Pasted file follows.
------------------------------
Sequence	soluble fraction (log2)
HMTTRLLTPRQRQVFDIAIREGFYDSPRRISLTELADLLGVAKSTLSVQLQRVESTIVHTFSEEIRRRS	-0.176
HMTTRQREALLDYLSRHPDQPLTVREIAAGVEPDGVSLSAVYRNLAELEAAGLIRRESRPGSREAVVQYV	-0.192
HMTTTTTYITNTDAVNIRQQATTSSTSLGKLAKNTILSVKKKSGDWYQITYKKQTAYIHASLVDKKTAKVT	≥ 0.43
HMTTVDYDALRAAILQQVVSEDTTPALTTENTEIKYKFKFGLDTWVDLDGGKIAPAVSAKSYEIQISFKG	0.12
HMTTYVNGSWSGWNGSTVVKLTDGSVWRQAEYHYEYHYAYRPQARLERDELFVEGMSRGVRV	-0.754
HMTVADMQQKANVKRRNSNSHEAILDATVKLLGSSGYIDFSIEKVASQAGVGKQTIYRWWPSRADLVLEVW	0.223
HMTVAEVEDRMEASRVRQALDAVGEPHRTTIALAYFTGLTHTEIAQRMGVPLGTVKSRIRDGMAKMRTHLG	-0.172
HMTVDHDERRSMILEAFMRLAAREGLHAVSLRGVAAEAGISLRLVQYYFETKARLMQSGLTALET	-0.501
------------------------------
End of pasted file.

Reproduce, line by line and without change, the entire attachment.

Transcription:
Sequence	soluble fraction (log2)
HMTTRLLTPRQRQVFDIAIREGFYDSPRRISLTELADLLGVAKSTLSVQLQRVESTIVHTFSEEIRRRS	-0.176
HMTTRQREALLDYLSRHPDQPLTVREIAAGVEPDGVSLSAVYRNLAELEAAGLIRRESRPGSREAVVQYV	-0.192
HMTTTTTYITNTDAVNIRQQATTSSTSLGKLAKNTILSVKKKSGDWYQITYKKQTAYIHASLVDKKTAKVT	≥ 0.43
HMTTVDYDALRAAILQQVVSEDTTPALTTENTEIKYKFKFGLDTWVDLDGGKIAPAVSAKSYEIQISFKG	0.12
HMTTYVNGSWSGWNGSTVVKLTDGSVWRQAEYHYEYHYAYRPQARLERDELFVEGMSRGVRV	-0.754
HMTVADMQQKANVKRRNSNSHEAILDATVKLLGSSGYIDFSIEKVASQAGVGKQTIYRWWPSRADLVLEVW	0.223
HMTVAEVEDRMEASRVRQALDAVGEPHRTTIALAYFTGLTHTEIAQRMGVPLGTVKSRIRDGMAKMRTHLG	-0.172
HMTVDHDERRSMILEAFMRLAAREGLHAVSLRGVAAEAGISLRLVQYYFETKARLMQSGLTALET	-0.501